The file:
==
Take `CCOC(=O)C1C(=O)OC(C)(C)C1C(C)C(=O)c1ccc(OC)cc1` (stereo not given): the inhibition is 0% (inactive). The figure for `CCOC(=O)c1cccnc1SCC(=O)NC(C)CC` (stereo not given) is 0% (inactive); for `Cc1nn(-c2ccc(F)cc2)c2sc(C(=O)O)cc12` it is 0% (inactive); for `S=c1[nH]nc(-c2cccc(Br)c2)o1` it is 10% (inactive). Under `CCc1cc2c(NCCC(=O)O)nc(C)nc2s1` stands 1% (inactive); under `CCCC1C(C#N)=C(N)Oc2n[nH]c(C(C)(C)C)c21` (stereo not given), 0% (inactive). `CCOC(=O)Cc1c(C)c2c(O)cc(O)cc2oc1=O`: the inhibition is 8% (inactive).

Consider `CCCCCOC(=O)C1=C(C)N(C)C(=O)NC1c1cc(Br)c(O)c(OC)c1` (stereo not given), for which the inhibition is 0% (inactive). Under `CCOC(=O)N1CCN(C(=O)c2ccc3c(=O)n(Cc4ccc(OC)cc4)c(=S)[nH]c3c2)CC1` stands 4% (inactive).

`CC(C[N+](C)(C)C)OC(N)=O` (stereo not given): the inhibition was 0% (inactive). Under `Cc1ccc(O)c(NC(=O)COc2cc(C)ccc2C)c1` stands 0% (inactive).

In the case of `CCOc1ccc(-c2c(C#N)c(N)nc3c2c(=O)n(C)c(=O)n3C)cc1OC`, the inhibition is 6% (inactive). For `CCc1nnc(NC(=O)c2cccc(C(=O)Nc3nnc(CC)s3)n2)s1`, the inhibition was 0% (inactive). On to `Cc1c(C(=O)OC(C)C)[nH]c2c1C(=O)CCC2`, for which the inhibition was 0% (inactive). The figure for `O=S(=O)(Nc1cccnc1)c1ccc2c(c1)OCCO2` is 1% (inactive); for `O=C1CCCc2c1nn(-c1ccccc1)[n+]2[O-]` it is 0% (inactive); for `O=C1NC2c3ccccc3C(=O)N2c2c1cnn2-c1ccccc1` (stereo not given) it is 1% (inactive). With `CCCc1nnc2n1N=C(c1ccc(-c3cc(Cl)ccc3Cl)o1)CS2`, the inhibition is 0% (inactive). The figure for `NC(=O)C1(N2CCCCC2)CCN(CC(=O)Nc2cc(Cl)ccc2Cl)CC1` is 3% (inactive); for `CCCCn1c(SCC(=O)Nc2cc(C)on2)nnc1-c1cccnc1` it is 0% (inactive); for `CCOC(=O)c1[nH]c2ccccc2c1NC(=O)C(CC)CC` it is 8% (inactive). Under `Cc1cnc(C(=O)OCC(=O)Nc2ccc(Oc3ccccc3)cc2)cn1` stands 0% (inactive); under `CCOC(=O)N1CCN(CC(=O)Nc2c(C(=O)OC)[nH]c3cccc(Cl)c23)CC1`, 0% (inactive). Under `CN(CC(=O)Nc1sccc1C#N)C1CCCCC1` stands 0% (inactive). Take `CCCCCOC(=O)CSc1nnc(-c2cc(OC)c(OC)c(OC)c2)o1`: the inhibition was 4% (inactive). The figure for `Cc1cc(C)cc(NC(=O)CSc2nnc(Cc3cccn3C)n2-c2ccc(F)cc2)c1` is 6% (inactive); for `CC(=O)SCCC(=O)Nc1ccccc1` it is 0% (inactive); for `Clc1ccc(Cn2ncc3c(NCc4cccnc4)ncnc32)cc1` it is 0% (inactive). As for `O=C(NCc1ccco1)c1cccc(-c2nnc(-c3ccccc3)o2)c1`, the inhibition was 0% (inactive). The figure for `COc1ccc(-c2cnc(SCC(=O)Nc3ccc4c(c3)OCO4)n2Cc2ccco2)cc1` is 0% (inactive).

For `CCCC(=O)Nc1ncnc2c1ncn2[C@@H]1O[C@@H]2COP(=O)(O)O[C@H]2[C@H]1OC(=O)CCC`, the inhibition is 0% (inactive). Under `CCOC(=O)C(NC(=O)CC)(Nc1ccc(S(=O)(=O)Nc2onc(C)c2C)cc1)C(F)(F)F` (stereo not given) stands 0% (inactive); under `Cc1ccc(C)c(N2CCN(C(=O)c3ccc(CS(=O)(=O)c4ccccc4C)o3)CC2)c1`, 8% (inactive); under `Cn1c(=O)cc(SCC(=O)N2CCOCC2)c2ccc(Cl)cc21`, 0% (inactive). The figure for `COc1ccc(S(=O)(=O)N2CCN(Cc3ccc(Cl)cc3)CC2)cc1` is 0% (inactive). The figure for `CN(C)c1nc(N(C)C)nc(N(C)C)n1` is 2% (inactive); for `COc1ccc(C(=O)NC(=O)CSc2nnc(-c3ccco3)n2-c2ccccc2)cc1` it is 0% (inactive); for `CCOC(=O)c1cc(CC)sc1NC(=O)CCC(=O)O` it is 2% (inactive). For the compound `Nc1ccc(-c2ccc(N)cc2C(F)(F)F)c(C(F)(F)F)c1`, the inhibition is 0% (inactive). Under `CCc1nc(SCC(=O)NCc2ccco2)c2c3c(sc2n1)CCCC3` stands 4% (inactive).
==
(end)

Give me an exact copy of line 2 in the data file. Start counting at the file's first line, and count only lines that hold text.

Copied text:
Consider `CCCCCOC(=O)C1=C(C)N(C)C(=O)NC1c1cc(Br)c(O)c(OC)c1` (stereo not given), for which the inhibition is 0% (inactive). Under `CCOC(=O)N1CCN(C(=O)c2ccc3c(=O)n(Cc4ccc(OC)cc4)c(=S)[nH]c3c2)CC1` stands 4% (inactive).